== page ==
The Walking Dead in Medieval England: Literary and Archaeological Perspectives

The Walking Dead in Medieval England: Literary and Archaeological Perspectives

By Stephen R. Gordon

PhD Dissertation, University of Manchester, 2013

Detail of an historiated initial with a woman with a skull for a face admiring herself in a hand mirror, at the beginning of the Office of the Dead.

Abstract: The aim of this study is to analyse the popular perception of the walking dead – ‘revenants’ – in medieval England, using both written and archaeological sources. The opening chapter defines the methodology for conducting an interdisciplinary investigation into literary and material ‘texts’.

Chapter two investigates the strategies used by the Church to prescribe the rules for a ‘good’ death performance. This will include a brief overview of the evolution of the Western funerary rite from the Roman period to the fifteenth century.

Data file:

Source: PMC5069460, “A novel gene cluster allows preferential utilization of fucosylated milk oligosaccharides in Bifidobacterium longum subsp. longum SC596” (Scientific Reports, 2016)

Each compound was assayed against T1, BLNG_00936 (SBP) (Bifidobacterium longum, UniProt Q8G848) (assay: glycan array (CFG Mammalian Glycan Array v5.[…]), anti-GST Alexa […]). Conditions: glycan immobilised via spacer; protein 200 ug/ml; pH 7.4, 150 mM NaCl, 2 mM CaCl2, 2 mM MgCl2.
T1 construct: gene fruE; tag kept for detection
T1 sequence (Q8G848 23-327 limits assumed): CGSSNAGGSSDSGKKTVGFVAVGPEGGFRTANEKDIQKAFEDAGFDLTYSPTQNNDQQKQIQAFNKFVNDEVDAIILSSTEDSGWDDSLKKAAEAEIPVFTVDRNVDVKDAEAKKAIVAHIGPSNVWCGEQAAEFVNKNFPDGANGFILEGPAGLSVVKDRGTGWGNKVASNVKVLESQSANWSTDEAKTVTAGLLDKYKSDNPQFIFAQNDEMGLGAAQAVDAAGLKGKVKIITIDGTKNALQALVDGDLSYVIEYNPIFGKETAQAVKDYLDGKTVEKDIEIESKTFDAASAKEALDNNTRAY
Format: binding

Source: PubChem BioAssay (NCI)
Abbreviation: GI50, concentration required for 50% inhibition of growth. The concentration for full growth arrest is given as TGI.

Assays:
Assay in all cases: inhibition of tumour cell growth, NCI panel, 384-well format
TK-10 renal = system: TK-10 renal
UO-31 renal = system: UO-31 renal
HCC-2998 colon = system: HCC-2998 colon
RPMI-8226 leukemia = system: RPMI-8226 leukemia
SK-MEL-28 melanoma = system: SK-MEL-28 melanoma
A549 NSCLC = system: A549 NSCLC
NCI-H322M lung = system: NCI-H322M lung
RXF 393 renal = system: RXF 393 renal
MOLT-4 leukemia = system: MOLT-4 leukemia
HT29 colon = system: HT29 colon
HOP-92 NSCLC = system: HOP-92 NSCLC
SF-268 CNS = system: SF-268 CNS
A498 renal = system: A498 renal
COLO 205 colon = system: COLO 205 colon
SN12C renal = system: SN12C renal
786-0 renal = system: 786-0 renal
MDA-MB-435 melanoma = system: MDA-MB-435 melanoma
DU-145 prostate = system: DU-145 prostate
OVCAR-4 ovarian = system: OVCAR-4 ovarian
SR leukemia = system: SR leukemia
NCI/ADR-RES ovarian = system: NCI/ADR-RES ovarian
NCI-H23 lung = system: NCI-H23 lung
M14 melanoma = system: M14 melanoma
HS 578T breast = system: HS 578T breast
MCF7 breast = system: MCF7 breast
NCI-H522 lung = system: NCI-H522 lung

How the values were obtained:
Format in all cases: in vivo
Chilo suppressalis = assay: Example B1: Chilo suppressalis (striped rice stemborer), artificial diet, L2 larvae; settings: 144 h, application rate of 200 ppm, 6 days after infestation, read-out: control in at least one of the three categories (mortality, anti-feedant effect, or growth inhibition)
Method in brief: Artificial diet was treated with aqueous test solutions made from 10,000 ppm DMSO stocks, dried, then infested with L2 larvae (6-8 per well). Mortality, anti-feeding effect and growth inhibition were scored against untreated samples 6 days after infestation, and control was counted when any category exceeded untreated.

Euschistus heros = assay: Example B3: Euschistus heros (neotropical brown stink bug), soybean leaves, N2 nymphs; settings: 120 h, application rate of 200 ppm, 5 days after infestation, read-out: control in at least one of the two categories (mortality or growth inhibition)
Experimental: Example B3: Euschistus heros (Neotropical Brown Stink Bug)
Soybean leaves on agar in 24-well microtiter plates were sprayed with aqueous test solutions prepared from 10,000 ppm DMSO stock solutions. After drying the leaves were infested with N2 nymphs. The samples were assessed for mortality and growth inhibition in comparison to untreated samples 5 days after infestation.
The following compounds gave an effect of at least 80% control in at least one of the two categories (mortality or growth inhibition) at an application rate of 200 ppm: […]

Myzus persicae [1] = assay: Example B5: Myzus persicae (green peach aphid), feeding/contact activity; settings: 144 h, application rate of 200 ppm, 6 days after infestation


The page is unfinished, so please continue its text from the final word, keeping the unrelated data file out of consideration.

The third chapter examines the specific codicological placement of the revenant narratives in William of Newburgh’s Historia Rerum Anglicarum (c.1198), and explores the theological, political and cultural contexts which prompted their transcription and circulation. This examination of the ‘social logic’ of the walking dead will include a critical analysis of the ‘Buckingham Ghost’ narrative.

Motifs of pestilence and the spreading of social/physical disorder, so evident in the William’s Historia, are investigated in chapter four. The percipients’ negotiation of religious doctrine, humoural theory, and the traditions of ‘folk’ medicine will be used to explicate why some revenants were considered contagious. The relationship between the somatic experience of the revenant attack and the ‘nightmare’ is also given consideration in this chapter.

The final section of this study involves an exploration of the material strategies used to allay the walking dead. I contend that it is indeed possible to draw intertextual analogies between the written sources and unusual/deviant burial practices. The way in which medico-magical knowledge (discussed in chapter four) was utilised to protect the living from the pestilential dead is given special consideration. The aim of chapter five, then, is to analyse the evidence for the fear of the errant corpse in mortuary and landscape contexts. In short, I argue that smaller (unwritten) traditions could be improvised within the prevailing habitus of the local community to form idiosyncratic patterns, or ‘rhetorics’, of apotropaic response.

Click here to read this dissertation from the University of Manchester

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